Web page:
Date of Conferral
Doctor of Nursing Practice (DNP)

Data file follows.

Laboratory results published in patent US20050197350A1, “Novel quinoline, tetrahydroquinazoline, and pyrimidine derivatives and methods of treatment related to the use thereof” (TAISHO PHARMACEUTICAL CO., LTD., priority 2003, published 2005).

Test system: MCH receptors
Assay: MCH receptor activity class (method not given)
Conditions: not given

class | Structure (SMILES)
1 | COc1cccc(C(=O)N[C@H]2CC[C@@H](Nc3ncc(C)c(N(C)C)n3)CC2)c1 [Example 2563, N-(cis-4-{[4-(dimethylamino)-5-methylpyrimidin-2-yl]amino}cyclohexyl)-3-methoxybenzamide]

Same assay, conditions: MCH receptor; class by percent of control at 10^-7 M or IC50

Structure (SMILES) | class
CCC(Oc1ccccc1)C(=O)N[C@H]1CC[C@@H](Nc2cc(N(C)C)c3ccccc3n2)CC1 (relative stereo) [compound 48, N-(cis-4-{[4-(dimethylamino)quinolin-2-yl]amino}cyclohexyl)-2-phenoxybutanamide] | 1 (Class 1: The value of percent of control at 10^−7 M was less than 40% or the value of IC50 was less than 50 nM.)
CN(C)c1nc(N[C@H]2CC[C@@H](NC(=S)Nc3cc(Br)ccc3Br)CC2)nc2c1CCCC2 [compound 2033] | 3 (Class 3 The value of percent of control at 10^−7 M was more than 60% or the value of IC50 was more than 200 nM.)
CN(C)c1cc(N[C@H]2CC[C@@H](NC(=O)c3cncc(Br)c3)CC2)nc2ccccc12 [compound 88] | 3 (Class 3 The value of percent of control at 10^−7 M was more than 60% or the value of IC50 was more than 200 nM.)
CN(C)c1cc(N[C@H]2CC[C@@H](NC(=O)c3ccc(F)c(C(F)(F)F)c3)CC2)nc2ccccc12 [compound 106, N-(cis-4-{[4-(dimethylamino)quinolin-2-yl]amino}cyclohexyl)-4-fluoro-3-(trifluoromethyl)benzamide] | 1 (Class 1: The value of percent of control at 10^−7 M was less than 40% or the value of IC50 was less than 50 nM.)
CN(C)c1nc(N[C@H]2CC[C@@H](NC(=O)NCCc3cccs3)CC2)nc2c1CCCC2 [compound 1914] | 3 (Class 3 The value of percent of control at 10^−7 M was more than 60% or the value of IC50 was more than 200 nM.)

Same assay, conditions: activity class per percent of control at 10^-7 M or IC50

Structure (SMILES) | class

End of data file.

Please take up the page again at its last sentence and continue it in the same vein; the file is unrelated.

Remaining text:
Job dissatisfaction among nurses may contribute to disengagement and withdrawal from the profession. The degree of leadership support in the workplace influences job satisfaction, and when nurses are satisfied with their job, they provide better patient care. Guided by the social cognitive theory, which asserts a relationship between behavior change and one's surroundings, this quantitative, exploratory project sought to determine the type of nursing leadership practiced in the facility where the project took place, whether nurses were satisfied with their job, and if patients were satisfied with their care. Participants in the project included 55 registered nurses and 5 nurse managers. Three surveys of demographics, job satisfaction, and leadership styles were administered to 60 RN participants; patient satisfaction data were obtained from the hospital's last reported Hospital Consumer Assessment of Healthcare Providers and Systems survey. Descriptive statistics from the nurse surveys showed 75% were female, 56.7% had a bachelor's degree, and, most were under the age of 50 years. Results showed that 90.8% of nurses enjoyed working for the hospital, leaders primarily used transformational leadership styles, and 80.2 to 89.7% of patients were satisfied with their care. This project has implications for positive social change because healthy, transformative leadership leads to staff satisfaction and improved patient satisfaction.